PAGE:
CORPUS CHRISTI, Texas — Kay Laughlin lost her son in 2005. While he was on life support, Laughlin said she didn’t want her son’s organs to be donated.
“Everything happened so quick, I said no. No, no, no, no,” she said.
However, after conferring with her oldest son, Shawn, she decided to have his organ’s donated upon his passing.
Her son’s organs went to save seven people, she met one of those people in 2016. Hearing from the man whose life was saved thanks to her son opened her eyes more to the impact her decision made.
“The doctors had given him days to live, and that’s when he got the phone call for my son’s organs. So, he calls my son his hero, and after meeting him, had I not made that choice, his mother would deal with what I do,” she said, holding back tears.
Patti Niles is the President and CEO of Southwest Transplant Alliance, and was an intensive care nurse for ten years. She has seen first-hand what people on the transplant list go through.
“They literally live by their telephones waiting for that phone call, because if it doesn’t ring, they will eventually die,” she said.
She has made phone calls to people on that list, to let them know they would be getting donor organs.
“To hear that energy in their voice, and that excitement, it was awesome. Then to be able to go back in the hospital and see them after the recovery, it was a unique opportunity to see the direct impact of someone saying yes to organ donation,” she said.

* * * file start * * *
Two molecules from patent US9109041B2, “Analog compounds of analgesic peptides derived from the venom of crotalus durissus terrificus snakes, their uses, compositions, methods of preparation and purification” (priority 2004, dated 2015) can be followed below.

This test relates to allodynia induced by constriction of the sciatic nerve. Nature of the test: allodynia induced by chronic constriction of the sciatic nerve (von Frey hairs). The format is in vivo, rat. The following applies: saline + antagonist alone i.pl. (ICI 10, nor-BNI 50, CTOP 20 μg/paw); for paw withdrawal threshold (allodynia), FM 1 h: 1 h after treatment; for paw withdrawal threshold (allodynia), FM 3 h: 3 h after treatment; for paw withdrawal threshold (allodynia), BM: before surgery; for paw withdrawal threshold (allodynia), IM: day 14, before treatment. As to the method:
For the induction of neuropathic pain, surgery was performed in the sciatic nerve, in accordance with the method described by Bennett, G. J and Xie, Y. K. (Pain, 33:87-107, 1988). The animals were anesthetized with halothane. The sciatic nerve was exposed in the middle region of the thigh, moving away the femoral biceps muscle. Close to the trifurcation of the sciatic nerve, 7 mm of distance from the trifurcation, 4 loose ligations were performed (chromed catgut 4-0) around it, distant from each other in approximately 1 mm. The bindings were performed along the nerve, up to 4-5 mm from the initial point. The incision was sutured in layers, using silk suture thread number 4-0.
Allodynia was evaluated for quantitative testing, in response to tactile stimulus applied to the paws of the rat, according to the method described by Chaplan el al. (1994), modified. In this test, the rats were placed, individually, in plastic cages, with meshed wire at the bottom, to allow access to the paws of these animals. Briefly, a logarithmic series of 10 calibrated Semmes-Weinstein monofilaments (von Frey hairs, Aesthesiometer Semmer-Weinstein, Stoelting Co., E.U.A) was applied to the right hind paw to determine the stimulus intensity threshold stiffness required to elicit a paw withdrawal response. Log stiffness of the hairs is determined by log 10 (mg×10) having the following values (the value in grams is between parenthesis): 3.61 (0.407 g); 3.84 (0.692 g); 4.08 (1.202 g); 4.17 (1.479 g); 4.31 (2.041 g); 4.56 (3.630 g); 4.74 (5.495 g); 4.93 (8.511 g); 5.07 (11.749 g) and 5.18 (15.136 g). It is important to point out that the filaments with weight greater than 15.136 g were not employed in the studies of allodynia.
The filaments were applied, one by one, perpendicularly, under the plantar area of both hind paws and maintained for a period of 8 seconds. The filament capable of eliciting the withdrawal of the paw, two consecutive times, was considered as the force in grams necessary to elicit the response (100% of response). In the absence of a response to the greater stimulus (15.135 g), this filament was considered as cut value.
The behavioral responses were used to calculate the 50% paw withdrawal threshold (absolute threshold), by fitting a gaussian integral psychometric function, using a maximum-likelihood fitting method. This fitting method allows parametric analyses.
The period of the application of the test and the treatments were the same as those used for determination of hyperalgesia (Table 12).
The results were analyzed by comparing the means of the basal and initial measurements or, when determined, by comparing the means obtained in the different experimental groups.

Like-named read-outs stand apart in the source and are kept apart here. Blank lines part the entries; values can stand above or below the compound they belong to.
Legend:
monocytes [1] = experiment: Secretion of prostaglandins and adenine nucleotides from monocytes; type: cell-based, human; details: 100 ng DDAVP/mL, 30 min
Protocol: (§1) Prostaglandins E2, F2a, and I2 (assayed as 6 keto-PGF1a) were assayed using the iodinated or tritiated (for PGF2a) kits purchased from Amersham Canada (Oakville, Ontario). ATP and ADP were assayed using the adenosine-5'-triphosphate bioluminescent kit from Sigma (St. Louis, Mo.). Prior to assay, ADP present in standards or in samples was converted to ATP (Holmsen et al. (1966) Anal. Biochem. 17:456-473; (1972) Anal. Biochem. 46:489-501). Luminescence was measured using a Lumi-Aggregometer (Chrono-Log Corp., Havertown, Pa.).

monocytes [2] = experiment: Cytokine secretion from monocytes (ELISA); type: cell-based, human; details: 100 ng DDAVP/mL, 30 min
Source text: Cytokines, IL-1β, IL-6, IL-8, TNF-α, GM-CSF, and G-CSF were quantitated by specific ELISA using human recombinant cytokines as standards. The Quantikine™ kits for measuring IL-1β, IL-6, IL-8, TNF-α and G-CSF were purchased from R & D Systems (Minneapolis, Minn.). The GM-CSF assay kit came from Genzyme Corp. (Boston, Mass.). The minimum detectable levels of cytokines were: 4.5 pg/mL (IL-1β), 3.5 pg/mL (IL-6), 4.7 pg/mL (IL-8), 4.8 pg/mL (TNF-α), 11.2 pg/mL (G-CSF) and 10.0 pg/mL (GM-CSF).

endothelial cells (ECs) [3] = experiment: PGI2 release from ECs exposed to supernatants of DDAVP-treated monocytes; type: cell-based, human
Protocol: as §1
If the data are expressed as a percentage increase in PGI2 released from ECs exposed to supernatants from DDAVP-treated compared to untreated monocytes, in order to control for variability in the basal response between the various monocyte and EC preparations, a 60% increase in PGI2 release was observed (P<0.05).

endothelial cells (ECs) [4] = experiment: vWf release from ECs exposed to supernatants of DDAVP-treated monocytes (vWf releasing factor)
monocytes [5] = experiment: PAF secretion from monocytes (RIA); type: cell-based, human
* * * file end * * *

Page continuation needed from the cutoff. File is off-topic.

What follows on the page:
One woman Niles spoke about had lost her daughter, and decided to donate her organs.
“She used to get these letters, the letters from people who got the transplant, and she said it was always like a band-aid on her breaking heart. If she was having a bad day, she would pull those letters out that had enormous gratitude,” she said.
Laughlin and Niles both said if a family is in a situation where they don’t know whether to donate a loved one’s organs, to consider the lives they could save.
“Look at what happened with me, and what happened with this other family I got to meet. I said no, I kept saying no, and I’m glad I changed my mind, I really am,” Laughlin said.
“If your family were depending on your decision, would your decision be any different?” Niles said.
Niles said some people choose not to become organ donors because choosing to do so makes them face their own mortality. Another reason people choose not to be organ donors is they believe paramedics or doctors may not try everything they need to do to save their life. She said that is not the case, that often times those paramedics and doctors do not know if a patient is an organ donor, and that they will always do everything they can to save a patient.
To sign up to become an organ donor, you can do so when you get or renew your driver’s license, when you renew your vehicle registration, or sign up on the Donate Life Texas website.